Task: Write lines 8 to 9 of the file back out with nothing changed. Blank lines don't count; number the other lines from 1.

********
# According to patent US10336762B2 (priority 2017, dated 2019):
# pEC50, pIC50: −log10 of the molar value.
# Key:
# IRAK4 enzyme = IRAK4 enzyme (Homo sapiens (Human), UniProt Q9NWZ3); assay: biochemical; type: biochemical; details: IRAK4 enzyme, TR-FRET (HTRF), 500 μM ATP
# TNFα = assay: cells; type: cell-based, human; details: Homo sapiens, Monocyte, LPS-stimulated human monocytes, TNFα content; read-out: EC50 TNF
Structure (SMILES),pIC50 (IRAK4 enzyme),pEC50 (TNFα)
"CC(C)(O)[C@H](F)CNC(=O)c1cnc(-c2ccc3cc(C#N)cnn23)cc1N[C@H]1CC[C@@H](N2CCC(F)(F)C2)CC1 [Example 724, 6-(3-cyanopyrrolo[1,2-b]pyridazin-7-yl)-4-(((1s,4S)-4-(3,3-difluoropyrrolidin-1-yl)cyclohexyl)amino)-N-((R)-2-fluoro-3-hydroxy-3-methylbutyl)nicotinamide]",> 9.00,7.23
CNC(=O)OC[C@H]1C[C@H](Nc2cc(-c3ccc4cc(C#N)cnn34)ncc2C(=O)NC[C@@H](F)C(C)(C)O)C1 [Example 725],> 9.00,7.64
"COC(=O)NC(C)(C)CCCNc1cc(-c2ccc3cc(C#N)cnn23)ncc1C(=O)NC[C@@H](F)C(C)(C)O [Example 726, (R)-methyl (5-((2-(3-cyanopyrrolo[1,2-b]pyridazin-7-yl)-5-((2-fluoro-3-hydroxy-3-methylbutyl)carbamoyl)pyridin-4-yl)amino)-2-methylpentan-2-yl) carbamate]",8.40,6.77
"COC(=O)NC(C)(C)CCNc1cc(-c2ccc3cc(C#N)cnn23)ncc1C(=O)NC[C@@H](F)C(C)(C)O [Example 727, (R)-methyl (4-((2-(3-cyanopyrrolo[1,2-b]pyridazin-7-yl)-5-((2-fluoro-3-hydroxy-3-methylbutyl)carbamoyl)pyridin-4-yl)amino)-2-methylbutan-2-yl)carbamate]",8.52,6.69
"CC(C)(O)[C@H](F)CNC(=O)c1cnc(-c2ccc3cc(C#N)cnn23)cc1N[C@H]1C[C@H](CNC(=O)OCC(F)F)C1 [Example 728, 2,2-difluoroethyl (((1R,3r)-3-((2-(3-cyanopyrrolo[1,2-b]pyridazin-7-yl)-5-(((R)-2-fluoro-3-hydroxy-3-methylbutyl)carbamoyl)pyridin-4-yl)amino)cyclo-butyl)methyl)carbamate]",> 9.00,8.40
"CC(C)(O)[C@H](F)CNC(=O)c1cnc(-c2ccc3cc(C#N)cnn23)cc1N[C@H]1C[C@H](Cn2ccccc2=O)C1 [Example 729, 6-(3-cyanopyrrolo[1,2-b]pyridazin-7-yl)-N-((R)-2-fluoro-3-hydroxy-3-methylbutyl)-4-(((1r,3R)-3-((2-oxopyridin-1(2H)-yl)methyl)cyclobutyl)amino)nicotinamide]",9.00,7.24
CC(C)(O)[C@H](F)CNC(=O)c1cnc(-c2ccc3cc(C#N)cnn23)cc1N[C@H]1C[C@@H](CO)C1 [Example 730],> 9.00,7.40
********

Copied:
CNC(=O)OC[C@H]1C[C@H](Nc2cc(-c3ccc4cc(C#N)cnn34)ncc2C(=O)NC[C@@H](F)C(C)(C)O)C1 [Example 725],> 9.00,7.64
"COC(=O)NC(C)(C)CCCNc1cc(-c2ccc3cc(C#N)cnn23)ncc1C(=O)NC[C@@H](F)C(C)(C)O [Example 726, (R)-methyl (5-((2-(3-cyanopyrrolo[1,2-b]pyridazin-7-yl)-5-((2-fluoro-3-hydroxy-3-methylbutyl)carbamoyl)pyridin-4-yl)amino)-2-methylpentan-2-yl) carbamate]",8.40,6.77